Ten years ago Ben Gibbard of Death Cab For Cutie and Jimmy Tamborello, also known as electronic artist Dntel, created an album that would not only become an instant hit, but that would also change the face of indie music forever.

Not a day goes by that I don’t hear a song that is directly influenced by the groundbreaking album Give Up. Listening to bands like Phoenix, Beach House, Owl City, and Little Dragon, I can’t imagine where music would be without this album. Combining deep emotion, beautiful melody, and stellar production, The Postal Service’s only full-length album remains one of the best, most innovative, and influential records of the last 20 years.

After collaborating on a single song on a Dntel album, Gibbard and Tamborello concluded that their musical chemistry was something special, and they were right. After sending each other arrangements, vocals, and other musical touches electronically and through the United States Postal Service, the duo created a piece of art that took over the radio almost instantly. “Such Great Heights” began getting daily radio play, and the amazing part was that it was on rock, pop, and indie radio. The band’s sound at the time was so different and revolutionary for the genre that it crossed all boundaries.


The Postal Service toured in support of the album, taking along Jenny Lewis of indie band Rilo Kiley. The tour was successful, and the band finished with the intention of eventually creating another album. They didn’t. However, the obsession with their music was ubiquitous. It appeared on commercials and in movies and dozens of artists covered their songs, including Iron & Wine and The Shins. Every year after, all the nerdy music festival message boards featured countless requests for the reuniting of a band that had left a mark on the music world.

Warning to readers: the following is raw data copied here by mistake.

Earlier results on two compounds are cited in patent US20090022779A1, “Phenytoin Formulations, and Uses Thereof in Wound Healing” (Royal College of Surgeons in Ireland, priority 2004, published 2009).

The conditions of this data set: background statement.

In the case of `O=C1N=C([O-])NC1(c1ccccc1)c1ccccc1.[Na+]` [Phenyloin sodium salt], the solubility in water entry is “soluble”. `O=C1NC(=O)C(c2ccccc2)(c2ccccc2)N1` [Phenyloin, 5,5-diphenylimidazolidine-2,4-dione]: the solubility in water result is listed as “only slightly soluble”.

A decade later, posts began littering the group’s dormant website. The festival chat rooms ignited, and soon it was announced that they would indeed be making an appearance at Coachella, as well as releasing a 10-year anniversary limited-edition vinyl of Give Up and embarking on a world tour. The Postal Service was making a return after years of rabid requests.

I was lucky enough to see The Postal Service play at the Chelsea in the Cosmopolitan in Las Vegas on April 19th, and the crowd stirred with excitement leading up to the band’s performance. There was almost a nervous energy in the audience before the show, and clearly this album that meant so much to so many adoring fans carried a great weight when performed to an audience that has never heard the tracks live. Thankfully, The Postal Service lived up to the album.

Photo by: Brian Tamborello

Throughout their stellar 90-minute set, The Postal Service ran though their entire innovative album, as well as several B-sides from singles and remixes. Based on the roar of the audience, you would think after each song that they had just played “Freebird.” From the second they took the stage, it was obvious that the evening was something special.

Looking around at the crowd during the show, not only could I see everyone singing along to every song, but I would also see grown men dancing like kids, girls crying, and couples of all ages and genders sharing intimate kisses. During the concert it became rather evident that this band’s album is more than a piece of music; it is a moment in time that people genuinely connected to. Give Up is important to people on so many different levels — even my mom knows “Such Great Heights,” and that song in particular is one that so many fans can connect with specific memories.

The Postal Service really left a mark on the music world. Who else can create one album and influence thousands of artists after them? Other artists can make an impression, but it takes something special to make adults cry at an indie show. Give Up is an important piece of music that left a legacy in its wake. Seeing The Postal Service live was an unbelievable experience, and when I listen to their album now, it means that much more.

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The Postal Service